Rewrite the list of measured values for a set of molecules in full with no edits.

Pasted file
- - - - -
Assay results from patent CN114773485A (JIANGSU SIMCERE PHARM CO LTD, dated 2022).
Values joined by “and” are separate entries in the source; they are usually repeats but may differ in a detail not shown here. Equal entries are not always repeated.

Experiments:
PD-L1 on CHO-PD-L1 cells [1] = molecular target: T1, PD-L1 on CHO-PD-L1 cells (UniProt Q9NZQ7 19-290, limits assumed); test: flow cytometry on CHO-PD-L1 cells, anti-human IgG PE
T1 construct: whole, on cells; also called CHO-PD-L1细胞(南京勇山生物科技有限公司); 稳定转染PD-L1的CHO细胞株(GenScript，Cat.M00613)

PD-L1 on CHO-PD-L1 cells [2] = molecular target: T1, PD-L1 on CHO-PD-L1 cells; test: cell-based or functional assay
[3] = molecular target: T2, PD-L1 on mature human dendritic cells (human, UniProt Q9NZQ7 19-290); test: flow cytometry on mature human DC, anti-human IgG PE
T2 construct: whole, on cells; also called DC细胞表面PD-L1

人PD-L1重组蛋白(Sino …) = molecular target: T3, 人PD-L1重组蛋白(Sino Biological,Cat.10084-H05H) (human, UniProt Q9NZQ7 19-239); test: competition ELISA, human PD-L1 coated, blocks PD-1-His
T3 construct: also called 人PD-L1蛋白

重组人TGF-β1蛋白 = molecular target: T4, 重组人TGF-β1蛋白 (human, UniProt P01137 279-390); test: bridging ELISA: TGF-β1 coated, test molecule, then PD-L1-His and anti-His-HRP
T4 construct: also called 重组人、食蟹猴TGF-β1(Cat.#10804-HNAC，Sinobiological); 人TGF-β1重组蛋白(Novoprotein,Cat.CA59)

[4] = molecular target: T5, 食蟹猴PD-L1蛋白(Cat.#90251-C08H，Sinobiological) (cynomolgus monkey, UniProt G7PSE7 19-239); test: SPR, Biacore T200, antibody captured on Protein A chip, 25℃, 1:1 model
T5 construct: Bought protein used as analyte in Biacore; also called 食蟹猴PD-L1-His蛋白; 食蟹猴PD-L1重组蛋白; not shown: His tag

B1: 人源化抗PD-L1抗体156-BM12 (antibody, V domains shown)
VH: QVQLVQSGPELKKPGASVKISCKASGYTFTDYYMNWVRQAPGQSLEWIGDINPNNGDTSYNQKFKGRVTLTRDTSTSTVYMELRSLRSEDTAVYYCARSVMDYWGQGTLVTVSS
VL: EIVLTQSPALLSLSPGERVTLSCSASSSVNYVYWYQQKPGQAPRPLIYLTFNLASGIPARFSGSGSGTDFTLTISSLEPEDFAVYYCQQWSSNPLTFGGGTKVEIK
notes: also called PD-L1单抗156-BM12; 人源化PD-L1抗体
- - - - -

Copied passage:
Assay results from patent CN114773485A (JIANGSU SIMCERE PHARM CO LTD, dated 2022).
Values joined by “and” are separate entries in the source; they are usually repeats but may differ in a detail not shown here. Equal entries are not always repeated.

Experiments:
PD-L1 on CHO-PD-L1 cells [1] = molecular target: T1, PD-L1 on CHO-PD-L1 cells (UniProt Q9NZQ7 19-290, limits assumed); test: flow cytometry on CHO-PD-L1 cells, anti-human IgG PE
T1 construct: whole, on cells; also called CHO-PD-L1细胞(南京勇山生物科技有限公司); 稳定转染PD-L1的CHO细胞株(GenScript，Cat.M00613)

PD-L1 on CHO-PD-L1 cells [2] = molecular target: T1, PD-L1 on CHO-PD-L1 cells; test: cell-based or functional assay
[3] = molecular target: T2, PD-L1 on mature human dendritic cells (human, UniProt Q9NZQ7 19-290); test: flow cytometry on mature human DC, anti-human IgG PE
T2 construct: whole, on cells; also called DC细胞表面PD-L1

人PD-L1重组蛋白(Sino …) = molecular target: T3, 人PD-L1重组蛋白(Sino Biological,Cat.10084-H05H) (human, UniProt Q9NZQ7 19-239); test: competition ELISA, human PD-L1 coated, blocks PD-1-His
T3 construct: also called 人PD-L1蛋白

重组人TGF-β1蛋白 = molecular target: T4, 重组人TGF-β1蛋白 (human, UniProt P01137 279-390); test: bridging ELISA: TGF-β1 coated, test molecule, then PD-L1-His and anti-His-HRP
T4 construct: also called 重组人、食蟹猴TGF-β1(Cat.#10804-HNAC，Sinobiological); 人TGF-β1重组蛋白(Novoprotein,Cat.CA59)

[4] = molecular target: T5, 食蟹猴PD-L1蛋白(Cat.#90251-C08H，Sinobiological) (cynomolgus monkey, UniProt G7PSE7 19-239); test: SPR, Biacore T200, antibody captured on Protein A chip, 25℃, 1:1 model
T5 construct: Bought protein used as analyte in Biacore; also called 食蟹猴PD-L1-His蛋白; 食蟹猴PD-L1重组蛋白; not shown: His tag

B1: 人源化抗PD-L1抗体156-BM12 (antibody, V domains shown)
VH: QVQLVQSGPELKKPGASVKISCKASGYTFTDYYMNWVRQAPGQSLEWIGDINPNNGDTSYNQKFKGRVTLTRDTSTSTVYMELRSLRSEDTAVYYCARSVMDYWGQGTLVTVSS
VL: EIVLTQSPALLSLSPGERVTLSCSASSSVNYVYWYQQKPGQAPRPLIYLTFNLASGIPARFSGSGSGTDFTLTISSLEPEDFAVYYCQQWSSNPLTFGGGTKVEIK
notes: also called PD-L1单抗156-BM12; 人源化PD-L1抗体